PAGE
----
So, guys, tell me. Which route was better: Kupp’s or Renfrow’s? Anyway, we’re looking at two technicians in their craft, doing their thing, for two teams 3-0.
5. Brady vs. Belichick is much more than Brady vs. Belichick
The Brady-Belichick stuff will be broken down in 100 ways over the next few days, but I think this one means a lot to Tom Brady. And not because of Belichick, but because of the way things ended in this stadium.
The last time Brady played a game for New England it was a shocking home playoff loss, in which his last stint as the Patriot was a miserable pick of six to Logan Ryan. Brady did it all, and he avenged pretty much everything in his career that required revenge (OK, Giants and Eagles fans, not everything).
I don’t talk to Brady often, but I know the guy’s competitive spirit enough to know that he doesn’t like the way this game went and doesn’t want the stench of that pass or this defeat is the last thing he’s done like a pro in this building. I think Brady will be off Sunday night, and I would be really surprised if his last pass was anything like this.
6. “The Many Saints of Newark”
On one of the coolest nights I’ve had in the past 18 months, I saw the âThe Sopranosâ prequel âThe Many Saints of Newarkâ at the Beacon Theater last week. It was the rare prequel in which you don’t need to know all 70+ episodes of the TV series to enjoy the movie. He stands alone.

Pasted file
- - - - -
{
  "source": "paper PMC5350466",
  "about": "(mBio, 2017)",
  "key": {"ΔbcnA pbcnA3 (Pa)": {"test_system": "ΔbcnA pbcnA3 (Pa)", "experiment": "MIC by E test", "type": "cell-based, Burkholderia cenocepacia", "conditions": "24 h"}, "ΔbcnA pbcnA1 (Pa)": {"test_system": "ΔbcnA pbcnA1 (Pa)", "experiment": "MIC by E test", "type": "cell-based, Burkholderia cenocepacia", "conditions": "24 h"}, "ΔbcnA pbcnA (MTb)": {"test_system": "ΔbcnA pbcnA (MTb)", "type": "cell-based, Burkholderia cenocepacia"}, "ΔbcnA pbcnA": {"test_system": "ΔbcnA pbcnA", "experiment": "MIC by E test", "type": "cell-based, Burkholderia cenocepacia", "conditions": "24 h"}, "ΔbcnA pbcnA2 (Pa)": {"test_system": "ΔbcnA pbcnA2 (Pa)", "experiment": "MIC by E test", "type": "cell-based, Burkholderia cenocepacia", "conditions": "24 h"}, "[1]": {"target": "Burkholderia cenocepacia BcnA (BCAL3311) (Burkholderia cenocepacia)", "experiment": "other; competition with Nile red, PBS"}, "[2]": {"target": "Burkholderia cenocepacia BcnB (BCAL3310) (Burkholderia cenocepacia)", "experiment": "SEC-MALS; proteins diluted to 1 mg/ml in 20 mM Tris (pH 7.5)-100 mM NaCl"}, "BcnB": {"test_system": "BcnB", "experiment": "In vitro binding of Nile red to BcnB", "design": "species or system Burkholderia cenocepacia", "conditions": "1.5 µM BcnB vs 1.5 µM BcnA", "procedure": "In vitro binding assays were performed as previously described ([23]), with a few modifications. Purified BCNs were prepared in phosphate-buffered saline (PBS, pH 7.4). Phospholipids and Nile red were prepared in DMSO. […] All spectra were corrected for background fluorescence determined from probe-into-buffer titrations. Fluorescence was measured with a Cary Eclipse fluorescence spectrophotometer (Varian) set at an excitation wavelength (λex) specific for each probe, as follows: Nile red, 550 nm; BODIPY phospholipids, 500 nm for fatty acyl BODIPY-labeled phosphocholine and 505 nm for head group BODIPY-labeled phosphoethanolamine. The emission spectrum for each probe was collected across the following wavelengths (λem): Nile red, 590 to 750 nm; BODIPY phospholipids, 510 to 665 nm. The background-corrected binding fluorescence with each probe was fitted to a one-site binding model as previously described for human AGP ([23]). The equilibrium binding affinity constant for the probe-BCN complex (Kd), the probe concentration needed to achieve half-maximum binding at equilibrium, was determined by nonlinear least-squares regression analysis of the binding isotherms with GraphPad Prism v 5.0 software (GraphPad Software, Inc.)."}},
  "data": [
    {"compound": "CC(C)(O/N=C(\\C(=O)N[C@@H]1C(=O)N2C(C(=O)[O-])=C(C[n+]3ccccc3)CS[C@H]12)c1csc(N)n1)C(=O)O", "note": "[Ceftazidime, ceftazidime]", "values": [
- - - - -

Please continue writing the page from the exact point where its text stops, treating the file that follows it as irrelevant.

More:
I loved the movie and left it all on the floor while raving about Bill Simmons on his podcast. And, naturally, my love for the movie brought me back to the original series. I’ve watched the entire series twice before, but thought I’d give it a whirl again by flying to and from LA last weekend.
Season 2 is my favorite, and I think David Proval’s Richie Aprile is my favorite character on the show. Richie’s underrated moments: the face he makes when the maid’s husband wears the leather jacket, his treatment of poor Beansie, and when he asks Janice, “Did you ever think you’d see Richie Aprile make a dog upside down? “
Watch the movie. Watch the show again. It’s so, so good.
Peter Schrager is an NFL writer for FOX Sports and a “Good Morning Football” host on the NFL Network.